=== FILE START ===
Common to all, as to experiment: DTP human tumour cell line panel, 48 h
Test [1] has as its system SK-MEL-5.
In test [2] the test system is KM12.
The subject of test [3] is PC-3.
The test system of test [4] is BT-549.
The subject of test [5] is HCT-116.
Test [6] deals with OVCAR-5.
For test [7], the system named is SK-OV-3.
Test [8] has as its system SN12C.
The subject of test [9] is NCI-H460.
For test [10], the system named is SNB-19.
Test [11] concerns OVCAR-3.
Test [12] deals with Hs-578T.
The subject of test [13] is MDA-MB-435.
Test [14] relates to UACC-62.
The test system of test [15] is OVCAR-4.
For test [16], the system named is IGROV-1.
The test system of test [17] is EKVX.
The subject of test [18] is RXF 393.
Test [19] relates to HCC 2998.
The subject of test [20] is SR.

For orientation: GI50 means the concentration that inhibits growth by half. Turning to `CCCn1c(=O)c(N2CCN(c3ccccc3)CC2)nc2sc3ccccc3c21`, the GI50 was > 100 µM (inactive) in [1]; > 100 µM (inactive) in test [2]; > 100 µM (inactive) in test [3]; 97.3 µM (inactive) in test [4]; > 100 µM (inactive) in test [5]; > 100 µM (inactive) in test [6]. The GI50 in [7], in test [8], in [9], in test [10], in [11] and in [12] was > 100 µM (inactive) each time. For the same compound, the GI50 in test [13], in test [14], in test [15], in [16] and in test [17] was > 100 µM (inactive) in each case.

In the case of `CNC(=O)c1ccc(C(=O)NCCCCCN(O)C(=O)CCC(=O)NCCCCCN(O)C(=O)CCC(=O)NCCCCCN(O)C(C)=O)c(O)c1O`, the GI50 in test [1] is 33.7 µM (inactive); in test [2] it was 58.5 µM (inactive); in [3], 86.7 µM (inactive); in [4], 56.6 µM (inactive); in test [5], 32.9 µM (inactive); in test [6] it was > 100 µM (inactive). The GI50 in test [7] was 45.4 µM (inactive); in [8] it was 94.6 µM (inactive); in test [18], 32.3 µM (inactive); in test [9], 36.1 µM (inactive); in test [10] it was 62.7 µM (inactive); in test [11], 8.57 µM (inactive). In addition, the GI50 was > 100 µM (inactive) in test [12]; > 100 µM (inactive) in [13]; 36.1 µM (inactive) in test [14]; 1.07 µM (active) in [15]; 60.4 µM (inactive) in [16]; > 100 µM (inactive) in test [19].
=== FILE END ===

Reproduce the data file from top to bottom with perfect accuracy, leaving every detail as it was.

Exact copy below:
Common to all, as to experiment: DTP human tumour cell line panel, 48 h
Test [1] has as its system SK-MEL-5.
In test [2] the test system is KM12.
The subject of test [3] is PC-3.
The test system of test [4] is BT-549.
The subject of test [5] is HCT-116.
Test [6] deals with OVCAR-5.
For test [7], the system named is SK-OV-3.
Test [8] has as its system SN12C.
The subject of test [9] is NCI-H460.
For test [10], the system named is SNB-19.
Test [11] concerns OVCAR-3.
Test [12] deals with Hs-578T.
The subject of test [13] is MDA-MB-435.
Test [14] relates to UACC-62.
The test system of test [15] is OVCAR-4.
For test [16], the system named is IGROV-1.
The test system of test [17] is EKVX.
The subject of test [18] is RXF 393.
Test [19] relates to HCC 2998.
The subject of test [20] is SR.

For orientation: GI50 means the concentration that inhibits growth by half. Turning to `CCCn1c(=O)c(N2CCN(c3ccccc3)CC2)nc2sc3ccccc3c21`, the GI50 was > 100 µM (inactive) in [1]; > 100 µM (inactive) in test [2]; > 100 µM (inactive) in test [3]; 97.3 µM (inactive) in test [4]; > 100 µM (inactive) in test [5]; > 100 µM (inactive) in test [6]. The GI50 in [7], in test [8], in [9], in test [10], in [11] and in [12] was > 100 µM (inactive) each time. For the same compound, the GI50 in test [13], in test [14], in test [15], in [16] and in test [17] was > 100 µM (inactive) in each case.

In the case of `CNC(=O)c1ccc(C(=O)NCCCCCN(O)C(=O)CCC(=O)NCCCCCN(O)C(=O)CCC(=O)NCCCCCN(O)C(C)=O)c(O)c1O`, the GI50 in test [1] is 33.7 µM (inactive); in test [2] it was 58.5 µM (inactive); in [3], 86.7 µM (inactive); in [4], 56.6 µM (inactive); in test [5], 32.9 µM (inactive); in test [6] it was > 100 µM (inactive). The GI50 in test [7] was 45.4 µM (inactive); in [8] it was 94.6 µM (inactive); in test [18], 32.3 µM (inactive); in test [9], 36.1 µM (inactive); in test [10] it was 62.7 µM (inactive); in test [11], 8.57 µM (inactive). In addition, the GI50 was > 100 µM (inactive) in test [12]; > 100 µM (inactive) in [13]; 36.1 µM (inactive) in test [14]; 1.07 µM (active) in [15]; 60.4 µM (inactive) in [16]; > 100 µM (inactive) in test [19].